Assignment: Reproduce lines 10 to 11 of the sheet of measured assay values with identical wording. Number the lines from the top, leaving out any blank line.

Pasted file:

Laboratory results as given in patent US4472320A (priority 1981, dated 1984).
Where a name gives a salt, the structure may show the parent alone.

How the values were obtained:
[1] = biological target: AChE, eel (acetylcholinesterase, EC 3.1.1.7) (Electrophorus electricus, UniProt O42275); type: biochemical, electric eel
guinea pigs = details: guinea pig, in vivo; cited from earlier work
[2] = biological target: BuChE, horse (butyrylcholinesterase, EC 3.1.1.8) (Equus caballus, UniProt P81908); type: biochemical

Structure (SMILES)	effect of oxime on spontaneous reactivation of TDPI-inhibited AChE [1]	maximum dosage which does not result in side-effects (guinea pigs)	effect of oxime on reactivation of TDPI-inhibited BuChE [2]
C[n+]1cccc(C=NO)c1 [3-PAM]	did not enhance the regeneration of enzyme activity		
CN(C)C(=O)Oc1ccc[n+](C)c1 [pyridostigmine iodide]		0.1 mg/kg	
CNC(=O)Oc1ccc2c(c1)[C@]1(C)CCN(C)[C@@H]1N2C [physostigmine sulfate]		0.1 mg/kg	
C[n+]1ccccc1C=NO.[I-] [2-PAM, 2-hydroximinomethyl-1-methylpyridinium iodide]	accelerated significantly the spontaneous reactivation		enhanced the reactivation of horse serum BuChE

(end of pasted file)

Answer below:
CNC(=O)Oc1ccc2c(c1)[C@]1(C)CCN(C)[C@@H]1N2C [physostigmine sulfate]		0.1 mg/kg	
C[n+]1ccccc1C=NO.[I-] [2-PAM, 2-hydroximinomethyl-1-methylpyridinium iodide]	accelerated significantly the spontaneous reactivation		enhanced the reactivation of horse serum BuChE